Sex Roles and Sexuality in Victorian Utopias--The Shakers, the Mormons, and the Oneida Community
Author: Louis J. Kern
Publisher: UNC Press Books
An Ordered Love is the first detailed study of sex roles in the utopian communities that proposed alternatives to monogamous marriage: The Shakers (1779-1890), the Mormons (1843-90), and the Oneida Community (1848-79). The lives of men and women changed substantially when they joined one of the utopian communities. Louis J. Kern challenges the commonly held belief that Mormon polygamy was uniformly downgrading to women and that Oneida pantagamy and Shaker celibacy were liberating for them. Rather, Kern asserts that changes in sexual behavior and roles for women occurred in ideological environments that assumed women were inferior and needed male guidance. An elemental distrust of women denied the Victorian belief in their moral superiority, attacked the sanctity of the maternal role, and institutionalized the dominance of men over women. These utopias accepted the revolutionary idea that the pleasure bond was the essence of marriage. They provided their members with a highly developed theological and ideological position that helped them cope with the ambiguities and anxieties they felt during a difficult transitional stage in social mores. Analysis of the theological doctrines of these communities indicates how pervasive sexual questions were in the minds of the utopians and how closely they were related to both reform (social perfection) and salvation (individual perfection). These communities saw sex as the point at which the demands of individual selfishness and the social requirements of self-sacrifice were in most open conflict. They did not offer their members sexual license, but rather they established ideals of sexual orderliness and moral stability and sought to provide a refuge from the rampant sexual anxieties of Victorian culture. Kern examines the critical importance of considerations of sexuality and sexual behavior in these communities, recognizing their value as indications of larger social and cultural tensions. Using the insights of history, psychology, and sociology, he investigates the relationships between the individual and society, ideology and behavior, and thought and action as expressed in the sexual life of these three communities. Previously unused manuscript sources on the Oneida Community and Shaker journals and daybooks reveal interesting and sometimes startling information on sexual behavior and attitudes.
The 1980s witnessed the emergence of an applied subdiscipline within de mography that is coming to be termed health demography. As yet there is no distinct body of research formally categorized under this heading, nor are there professionals who bear the title of health demographer. In fact, most of those involved with health demography are not demographers but sociologists, economists, epidemiologists, and others who are applying concepts and tech niques from demography to concrete problems in the delivery of health care. Nevertheless, the vague boundaries of this subdiscipline are becoming in creasingly visible, and the 1990s promise to be the era of health demography. Many factors have contributed to the emergence of this new field. The transition the health care industry underwent during the 1980s served to modify dramatically the mindset of those in health care from one based on a philanthropic orientation to a highly competitive business orientation. Al most overnight the industry became market driven and consumer oriented, resulting in an explosion in the demand for both demographic data and health statistics. The need to integrate and interpret data from these two fields has provided a major impetus for the development of health demography. At the same time, the redefining of health and illness along lines more in keeping with a social than a clinical perspective, and the reconceptualization of etiology within a lifestyles framework, have further emphasized the need for health demography.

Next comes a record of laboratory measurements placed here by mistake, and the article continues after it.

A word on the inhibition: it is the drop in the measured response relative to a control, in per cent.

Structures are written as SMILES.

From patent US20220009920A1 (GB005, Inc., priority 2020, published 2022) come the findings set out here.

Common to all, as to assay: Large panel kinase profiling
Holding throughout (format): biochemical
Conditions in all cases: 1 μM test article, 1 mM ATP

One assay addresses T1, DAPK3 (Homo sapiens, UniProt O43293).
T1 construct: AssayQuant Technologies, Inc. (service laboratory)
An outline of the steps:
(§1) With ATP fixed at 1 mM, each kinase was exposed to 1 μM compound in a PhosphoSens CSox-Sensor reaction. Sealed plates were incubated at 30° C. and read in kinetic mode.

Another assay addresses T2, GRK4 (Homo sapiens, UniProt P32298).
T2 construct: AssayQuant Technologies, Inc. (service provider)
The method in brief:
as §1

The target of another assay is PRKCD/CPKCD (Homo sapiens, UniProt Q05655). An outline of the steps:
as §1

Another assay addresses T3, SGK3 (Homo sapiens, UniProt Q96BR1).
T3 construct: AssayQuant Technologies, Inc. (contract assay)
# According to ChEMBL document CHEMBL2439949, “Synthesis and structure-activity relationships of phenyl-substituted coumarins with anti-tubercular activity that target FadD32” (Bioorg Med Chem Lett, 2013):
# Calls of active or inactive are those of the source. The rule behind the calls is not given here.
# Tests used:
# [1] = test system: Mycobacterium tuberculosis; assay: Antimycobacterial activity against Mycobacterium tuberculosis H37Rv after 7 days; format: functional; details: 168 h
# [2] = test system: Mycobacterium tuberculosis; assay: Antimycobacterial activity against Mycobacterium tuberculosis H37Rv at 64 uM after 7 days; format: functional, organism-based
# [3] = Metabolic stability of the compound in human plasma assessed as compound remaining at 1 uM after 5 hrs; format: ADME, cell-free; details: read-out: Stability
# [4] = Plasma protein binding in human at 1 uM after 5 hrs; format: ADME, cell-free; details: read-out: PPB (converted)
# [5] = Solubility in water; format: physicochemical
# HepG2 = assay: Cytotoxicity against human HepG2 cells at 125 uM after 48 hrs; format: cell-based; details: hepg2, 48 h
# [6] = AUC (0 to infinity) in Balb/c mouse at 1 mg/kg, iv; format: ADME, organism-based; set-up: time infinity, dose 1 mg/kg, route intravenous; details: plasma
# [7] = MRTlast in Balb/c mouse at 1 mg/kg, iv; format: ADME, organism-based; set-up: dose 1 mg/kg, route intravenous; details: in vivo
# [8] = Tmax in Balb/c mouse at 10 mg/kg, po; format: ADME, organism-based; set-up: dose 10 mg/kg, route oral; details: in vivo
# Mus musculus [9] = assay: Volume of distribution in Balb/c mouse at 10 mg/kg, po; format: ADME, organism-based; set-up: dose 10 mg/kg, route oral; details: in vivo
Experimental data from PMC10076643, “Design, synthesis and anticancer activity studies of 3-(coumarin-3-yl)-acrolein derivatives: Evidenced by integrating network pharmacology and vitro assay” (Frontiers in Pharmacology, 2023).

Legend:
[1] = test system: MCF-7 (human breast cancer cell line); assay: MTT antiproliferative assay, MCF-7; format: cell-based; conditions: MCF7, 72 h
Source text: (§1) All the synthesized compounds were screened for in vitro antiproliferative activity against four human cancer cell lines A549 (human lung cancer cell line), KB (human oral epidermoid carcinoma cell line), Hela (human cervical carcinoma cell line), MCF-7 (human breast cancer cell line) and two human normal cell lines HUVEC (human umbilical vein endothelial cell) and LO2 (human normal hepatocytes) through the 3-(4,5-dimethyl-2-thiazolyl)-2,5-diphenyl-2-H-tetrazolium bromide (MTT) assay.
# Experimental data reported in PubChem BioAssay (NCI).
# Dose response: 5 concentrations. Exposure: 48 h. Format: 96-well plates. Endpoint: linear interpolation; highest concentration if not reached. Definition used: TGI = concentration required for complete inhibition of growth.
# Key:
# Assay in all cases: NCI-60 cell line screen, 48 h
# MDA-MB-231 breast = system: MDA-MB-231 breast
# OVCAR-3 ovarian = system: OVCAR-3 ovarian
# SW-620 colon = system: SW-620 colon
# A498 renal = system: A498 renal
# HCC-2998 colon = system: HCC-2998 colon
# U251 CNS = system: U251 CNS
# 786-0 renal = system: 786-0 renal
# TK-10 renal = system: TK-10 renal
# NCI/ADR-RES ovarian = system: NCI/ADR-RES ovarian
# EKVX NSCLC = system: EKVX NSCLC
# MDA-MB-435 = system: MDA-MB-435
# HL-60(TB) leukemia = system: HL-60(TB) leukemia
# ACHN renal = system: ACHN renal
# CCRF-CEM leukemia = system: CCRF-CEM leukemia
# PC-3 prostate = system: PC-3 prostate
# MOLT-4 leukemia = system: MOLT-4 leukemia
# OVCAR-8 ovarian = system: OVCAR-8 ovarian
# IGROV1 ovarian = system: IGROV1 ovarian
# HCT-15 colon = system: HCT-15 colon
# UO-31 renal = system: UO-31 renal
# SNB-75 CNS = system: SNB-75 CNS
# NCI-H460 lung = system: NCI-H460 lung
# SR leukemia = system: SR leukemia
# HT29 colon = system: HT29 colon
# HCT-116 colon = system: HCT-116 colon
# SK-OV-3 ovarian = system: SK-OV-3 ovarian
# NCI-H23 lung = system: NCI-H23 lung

Eliza Haywood (1693-1756) was one of the most successful writers of her time; indeed, the two most popular English novels in the early eighteenth-century were Robinson Crusoe and Haywood’s first novel, Love in Excess. As this edition enables modern readers to discover, its enormous success is easy to understand. Love in Excess is a well crafted novel in which the claims of love and ambition are pursued through multiple storylines until the heroine engineers a melodramatic conclusion. Haywood’s frankness about female sexuality may explain the later neglect of Love in Excess. (In contrast, her accomplished domestic novel, The History of Miss Betsy Thoughtless, has remained available.) Love in Excess and its reception provide a lively and valuable record of the challenge that female desire posed to social decorum. For the second Broadview edition, the appendix of eighteenth-century responses to Haywood has been considerably expanded.